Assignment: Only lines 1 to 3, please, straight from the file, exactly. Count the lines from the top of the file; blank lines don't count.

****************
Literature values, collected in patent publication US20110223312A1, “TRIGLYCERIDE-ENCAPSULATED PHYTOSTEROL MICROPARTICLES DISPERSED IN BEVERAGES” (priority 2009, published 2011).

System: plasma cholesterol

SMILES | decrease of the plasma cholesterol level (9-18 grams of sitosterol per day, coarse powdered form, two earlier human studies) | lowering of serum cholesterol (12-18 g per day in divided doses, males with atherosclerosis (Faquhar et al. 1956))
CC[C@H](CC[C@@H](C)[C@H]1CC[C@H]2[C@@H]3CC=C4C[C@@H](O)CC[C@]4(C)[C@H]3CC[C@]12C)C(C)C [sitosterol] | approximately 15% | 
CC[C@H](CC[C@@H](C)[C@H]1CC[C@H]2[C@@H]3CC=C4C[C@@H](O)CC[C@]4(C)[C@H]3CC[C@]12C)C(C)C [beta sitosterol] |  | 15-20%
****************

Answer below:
Literature values, collected in patent publication US20110223312A1, “TRIGLYCERIDE-ENCAPSULATED PHYTOSTEROL MICROPARTICLES DISPERSED IN BEVERAGES” (priority 2009, published 2011).

System: plasma cholesterol

SMILES | decrease of the plasma cholesterol level (9-18 grams of sitosterol per day, coarse powdered form, two earlier human studies) | lowering of serum cholesterol (12-18 g per day in divided doses, males with atherosclerosis (Faquhar et al. 1956))